I’m talking to one of my friends on the phone last night, and she ends the call by saying, “Hope everything works out okay with your donkey business… [pause]…Oh god. I totally just said that out loud in the grocery store.”
So, yeah. Let me tell you how things are going with the donkey business. Actually, let’s just kick this off with 72 hour before-and-after, the likes of which has never been seen on this website before:
I never say that shit, but it just feels appropriate. Like I waved a magic cannon in the air and, Boom! Finished donkey barn. Except instead of a magic cannon, I just spent three days working my ass off. (Just go ahead and assume from here on out that any “ass” references are pun intended.) By working my ass off, I mean hauling, shoveling, raking, sawing, hammering, swearing (oh, the swearing), and getting all sorts of unsavory barn debris in my effing mouth. Have you ever had a 20 year old cobweb in your mouth before? No? I’m pretty sure there’s a special ring of Hell dedicated to that particular type of torture.
So, in lieu of magic, here’s how the actual work went down. I’ve literally been thinking about building this stall and putting in the electric fence non-stop for a week, so when it came time to actually physically build it, things went pretty quick.
Since I won’t be able to trench for electric until spring, I stretched 150 feet of extension cord out to the barn to power the electric fence. And also to power my temporary workspace in the barn.
Yes, I do own two miter saws. Don’t judge.
So, as far as constructing the stall, I wanted to use the existing 12×12 beams (for real, people, twelve-by-twelve… they did not mess around with piddly supports 150 years ago), but I decided I wanted to do this right and include a gate to the stall from inside the barn which meant adding my own piddly 4×4 supports where appropriate.
One of my favorite tools for actually DIYing it (as in, doing it without another person around to hold the other end of the board) is my cordless finish nailer. I used it to tack the fencing in place and then went back and fastened everything with deck screws.
The big challenge of the weekend, however, was building the gate…
Seems like it wouldn’t be that difficult, but, of course, I built the thing without really factoring in how the hinges worked, and then had to take it all apart and cut it down by an inch to get it opening and closing properly.
Let me just tell you… installing a gate with spring-loaded hinges by yourself is something that only happens to people who are clearly paying the karmic price for having installed a toilet on carpeting in a past life. Not fun.
This many extra screw holes is a sign that the person on the other end of the drill does not know what in the shit they are doing.
I’ll own it only because I got it to work in the long run.
The rest of the barn isn’t looking too bad either…
That area will be hay/straw storage for this winter. Over the summer I’d like to replace the loft that used to be above the stall area and store the hay up there next year.
I do still have a few pallets of miscellanous crap to move, but right now it’s not in the way, so I may do it when it’s not 17 degrees out.
Or I may do it tomorrow. You just never know with me.
Either way, I am just a few bales of straw (for bedding) and one electric fence away from being ready for my little boys to come home.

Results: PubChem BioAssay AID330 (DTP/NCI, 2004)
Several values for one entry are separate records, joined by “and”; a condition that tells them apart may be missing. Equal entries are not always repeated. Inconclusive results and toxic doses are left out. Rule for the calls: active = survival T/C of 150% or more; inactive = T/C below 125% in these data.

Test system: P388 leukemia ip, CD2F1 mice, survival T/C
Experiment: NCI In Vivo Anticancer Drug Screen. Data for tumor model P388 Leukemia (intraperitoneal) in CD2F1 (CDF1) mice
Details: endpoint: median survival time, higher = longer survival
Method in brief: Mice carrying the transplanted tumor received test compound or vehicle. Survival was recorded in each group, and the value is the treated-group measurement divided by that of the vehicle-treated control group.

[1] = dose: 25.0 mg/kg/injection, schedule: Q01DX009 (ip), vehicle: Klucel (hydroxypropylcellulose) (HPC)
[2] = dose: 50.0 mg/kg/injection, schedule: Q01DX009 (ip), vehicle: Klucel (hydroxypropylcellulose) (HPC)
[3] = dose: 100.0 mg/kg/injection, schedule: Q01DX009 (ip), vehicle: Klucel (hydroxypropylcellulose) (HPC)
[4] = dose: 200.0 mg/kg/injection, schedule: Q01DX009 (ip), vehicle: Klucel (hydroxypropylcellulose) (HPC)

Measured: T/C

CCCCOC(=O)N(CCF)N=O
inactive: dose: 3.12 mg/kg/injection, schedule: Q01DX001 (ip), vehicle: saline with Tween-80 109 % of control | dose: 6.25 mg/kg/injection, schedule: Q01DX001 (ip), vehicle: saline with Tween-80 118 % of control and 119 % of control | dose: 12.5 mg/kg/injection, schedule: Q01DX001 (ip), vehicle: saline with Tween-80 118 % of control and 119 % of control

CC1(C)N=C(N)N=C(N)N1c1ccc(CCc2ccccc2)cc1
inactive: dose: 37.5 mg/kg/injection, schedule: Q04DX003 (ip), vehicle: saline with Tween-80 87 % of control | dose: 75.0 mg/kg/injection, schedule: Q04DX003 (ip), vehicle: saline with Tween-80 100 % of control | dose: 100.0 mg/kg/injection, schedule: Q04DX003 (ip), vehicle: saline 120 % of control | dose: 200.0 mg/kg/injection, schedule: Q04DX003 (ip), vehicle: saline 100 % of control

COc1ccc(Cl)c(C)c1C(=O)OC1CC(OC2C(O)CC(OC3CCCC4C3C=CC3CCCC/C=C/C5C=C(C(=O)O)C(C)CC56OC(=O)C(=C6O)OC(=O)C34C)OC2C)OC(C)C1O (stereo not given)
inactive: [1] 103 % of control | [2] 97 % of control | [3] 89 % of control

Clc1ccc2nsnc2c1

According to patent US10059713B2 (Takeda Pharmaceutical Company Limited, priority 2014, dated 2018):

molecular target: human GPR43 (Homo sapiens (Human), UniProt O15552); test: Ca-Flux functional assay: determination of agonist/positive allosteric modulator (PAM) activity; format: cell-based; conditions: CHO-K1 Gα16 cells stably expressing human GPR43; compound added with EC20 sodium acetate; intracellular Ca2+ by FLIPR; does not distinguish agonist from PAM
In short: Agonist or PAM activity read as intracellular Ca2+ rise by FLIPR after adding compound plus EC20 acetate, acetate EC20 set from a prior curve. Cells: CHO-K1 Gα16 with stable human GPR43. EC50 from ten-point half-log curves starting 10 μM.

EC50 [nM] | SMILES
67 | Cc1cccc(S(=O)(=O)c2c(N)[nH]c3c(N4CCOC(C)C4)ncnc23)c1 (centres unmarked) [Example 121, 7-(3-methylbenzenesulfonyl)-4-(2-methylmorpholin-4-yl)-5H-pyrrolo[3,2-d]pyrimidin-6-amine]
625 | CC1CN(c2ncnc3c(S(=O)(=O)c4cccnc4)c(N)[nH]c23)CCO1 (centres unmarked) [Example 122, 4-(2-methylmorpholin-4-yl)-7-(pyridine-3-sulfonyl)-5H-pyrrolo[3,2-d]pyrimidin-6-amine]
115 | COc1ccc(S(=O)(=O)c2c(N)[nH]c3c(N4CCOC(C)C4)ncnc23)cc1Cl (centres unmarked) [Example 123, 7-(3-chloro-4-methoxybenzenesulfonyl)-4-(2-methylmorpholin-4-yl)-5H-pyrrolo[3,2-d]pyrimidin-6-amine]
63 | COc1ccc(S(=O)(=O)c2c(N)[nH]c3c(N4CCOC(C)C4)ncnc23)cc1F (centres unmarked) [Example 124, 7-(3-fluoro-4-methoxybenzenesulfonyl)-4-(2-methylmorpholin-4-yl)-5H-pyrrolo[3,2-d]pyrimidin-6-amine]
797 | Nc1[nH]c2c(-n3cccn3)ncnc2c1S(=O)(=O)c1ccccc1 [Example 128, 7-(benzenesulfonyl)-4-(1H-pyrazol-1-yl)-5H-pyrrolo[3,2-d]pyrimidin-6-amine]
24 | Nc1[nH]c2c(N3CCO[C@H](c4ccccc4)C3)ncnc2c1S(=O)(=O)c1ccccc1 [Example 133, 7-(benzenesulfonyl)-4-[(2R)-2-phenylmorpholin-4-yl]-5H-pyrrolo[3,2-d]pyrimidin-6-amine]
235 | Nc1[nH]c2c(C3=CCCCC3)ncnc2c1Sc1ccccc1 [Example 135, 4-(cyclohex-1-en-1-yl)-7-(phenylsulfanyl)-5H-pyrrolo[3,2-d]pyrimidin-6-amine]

I temporarily staked out the winter pasture, but I’m not really setting the posts and stringing the wire until I know exactly when I can bring them home.
It’s been an amazing couple of days, and can I tell you something? This has literally, hands down, been my favorite 72 hours at the Liberty House so far. And I thought I was going to hate it, mostly because I don’t like working outside in the cold. (Go ahead and say it: wuss.) But if I could paint a picture of my perfect day, it would be getting up early (after an actual good nights sleep), planning out my day over a cup of tea, making a quick run to the hardware store before the masses are out and about, spending the whole morning outside making sawdust, building stuff, being just a little amazed at what I can accomplish when I’m not being interrupted by emails every 30 seconds, coming in for a hot lunch, spending some time writing, and then heading back out to work until dusk.
This has been the best vacation I’ve had in a long time, and just affirms what this house has been telling me for the last year… that deep down I have the heart of a farmer.
I was a little nervous going into this adventure that I wouldn’t be able to handle the addition of “farm chores” to my already full schedule, but every farmer I’ve ever known managed to take care of the farm and still work a job, and so will I.
I’m not sure when I’ll get to go meet my little guys today, but I’ll definitely update this post with pictures once I do!
WARNING: If you look at this picture you’re going to want to come live with me out in the middle of nowhere, just so you can hug these little fluffy donkey faces every single day. And I do not have enough bedrooms for all of you.
They are just the sweetest, most loving little guys ever. You can tell because this is what happens when you try to take a picture of a donkey, and he’s all, “Stop with that camera business and give me a hug.”
Actually, if we’re going to be completely honest, it was a little more like meltdown. Not when I was at the farm, mind you, but about 20 minutes later when I’m in the store looking at electric fence insulators, and all of the sudden I’m like, “What is wrong with my eyes that I can’t read these packages? Oh, wait, I’m standing in the middle of Tractor Supply with tears streaming down my face. That’s awesome.”
Hey, listen, sometimes you just have to have a good little cry over fencing supplies, and then everything is right in the world and you can get back to building shit.
Now I’m going to buck up and go spend the last few hours of my vacation putting in a fence.